It has been a busy – and exciting! – week in courts across the country, with important implications for libraries and fair use. Last Thursday, it was reported that Google and the Association of American Publishers (AAP) reached a settlement in their long-running case surrounding the Google Books project. Although the terms of the settlement have not been disclosed, we do know that publishers will have the option to opt-out of Google Books for out-of-print yet still in-copyright content, and the digital scans Google created will be removed. For those publishers who elect to stay in, Google will continue to provide 20% views via Google Books, sell full-text access via Google Play (with revenue sharing), and provide the publisher with a digital copy. On the whole, this changes things very little for users in practical terms – and does not end the class action lawsuit by authors still pending against Google – but ends one aspect of a 7 year lawsuit that libraries have been monitoring closely.
We also learned last week that for a second time, the lawsuit brought against UCLA for digital video streaming has been dismissed. Details are scant (and hat-tip to Kevin Smith for cluing me in, as I’d missed this until today), and the dismissal does not mean that what UCLA was doing was either fair use or covered by the licensing terms. Perhaps UCLA’s use is fair, perhaps it’s covered by licensing terms, perhaps the plaintiff did not have the rights to bring the suit in the first place. So like the Google settlement, little practically changes with this dismissal.
The big, fabulous, fist bump-worthy news for fair use and libraries came last night with the ruling that the Authors Guild’s lawsuit against HathiTrust has been dismissed on summary judgement by Judge Harold Baer. In 2011, the Authors Guild, two American authors, and several similar authors’ groups overseas filed suit against HathiTrust and several member institutions on the grounds that the in-copyright digitization that HathiTrust was coordinating, which enables new scholarship opportunities via searching and indexing and greater print-disabled patron access, exceeded the library-specific exceptions outlined in Section 108 of the Copyright Act. Furthermore, the plaintiffs claimed that because of the provisions outlined in Section 108, HathiTrust could not rely on fair use as provided in Section 107 to cover uses that fell beyond 108. Convoluted, no?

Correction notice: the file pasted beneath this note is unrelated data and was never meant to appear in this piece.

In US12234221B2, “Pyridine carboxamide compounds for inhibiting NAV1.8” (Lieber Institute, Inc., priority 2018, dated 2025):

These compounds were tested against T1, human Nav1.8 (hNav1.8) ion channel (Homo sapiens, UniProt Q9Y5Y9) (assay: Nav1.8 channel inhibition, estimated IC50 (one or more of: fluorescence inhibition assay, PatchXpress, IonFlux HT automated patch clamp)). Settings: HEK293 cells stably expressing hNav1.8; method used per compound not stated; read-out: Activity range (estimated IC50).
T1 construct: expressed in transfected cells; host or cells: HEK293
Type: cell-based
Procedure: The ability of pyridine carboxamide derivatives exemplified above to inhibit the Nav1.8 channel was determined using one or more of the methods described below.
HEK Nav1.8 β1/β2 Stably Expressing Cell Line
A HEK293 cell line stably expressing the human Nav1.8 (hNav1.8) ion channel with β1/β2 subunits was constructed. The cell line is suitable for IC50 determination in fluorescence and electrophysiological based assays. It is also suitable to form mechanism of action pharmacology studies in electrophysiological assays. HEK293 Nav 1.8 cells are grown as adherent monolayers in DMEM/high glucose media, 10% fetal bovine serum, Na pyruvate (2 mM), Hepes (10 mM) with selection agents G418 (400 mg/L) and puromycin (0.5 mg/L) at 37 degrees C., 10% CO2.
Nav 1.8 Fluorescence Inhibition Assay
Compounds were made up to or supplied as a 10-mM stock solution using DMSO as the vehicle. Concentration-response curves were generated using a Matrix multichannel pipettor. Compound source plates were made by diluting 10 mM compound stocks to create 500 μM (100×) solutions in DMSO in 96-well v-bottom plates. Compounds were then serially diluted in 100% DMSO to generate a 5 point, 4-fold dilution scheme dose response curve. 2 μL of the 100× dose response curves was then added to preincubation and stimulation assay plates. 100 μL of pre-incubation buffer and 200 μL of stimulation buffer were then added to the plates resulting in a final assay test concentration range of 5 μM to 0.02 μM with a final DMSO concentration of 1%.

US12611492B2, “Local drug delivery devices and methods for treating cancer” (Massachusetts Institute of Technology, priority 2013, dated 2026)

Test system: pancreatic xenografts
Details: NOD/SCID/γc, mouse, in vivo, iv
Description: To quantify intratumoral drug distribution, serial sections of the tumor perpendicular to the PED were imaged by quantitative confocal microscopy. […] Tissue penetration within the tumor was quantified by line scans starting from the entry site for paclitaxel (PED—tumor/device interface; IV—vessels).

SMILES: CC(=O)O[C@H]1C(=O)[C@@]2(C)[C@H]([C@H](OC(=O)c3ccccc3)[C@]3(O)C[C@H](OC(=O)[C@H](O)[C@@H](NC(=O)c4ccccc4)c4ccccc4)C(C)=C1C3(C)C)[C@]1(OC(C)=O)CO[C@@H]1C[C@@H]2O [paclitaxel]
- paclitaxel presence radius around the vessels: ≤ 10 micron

In a huge win for libraries, Judge Baer granted the defendants’ motion for summary judgement (MSJ). Nancy Sims provides an excellent explanation of the importance of an MSJ ruling, but the bottom line is that the judge felt that HathiTrust’s fair use defense was so air-tight, a trial was unnecessary as the outcome was a foregone conclusion. As Judge Baer wrote, “I cannot imagine a definition of fair use that would not encompass the transformative uses made by Defendants’ MDP and would require that I terminate this invaluable contribution to the progress of science and cultivation of the arts that at the same time effectuates the ideals espoused by the [Americans with Disabilities Act]” (see pg. 22 of the ruling).
Fair use wins!!
As always, there are deeper nuances in Judge Baer’s ruling, including the role of transformativeness and the option for foreign authors’ groups to pursue a suit based on copyright law in their respective countries, and for more on those I point you to: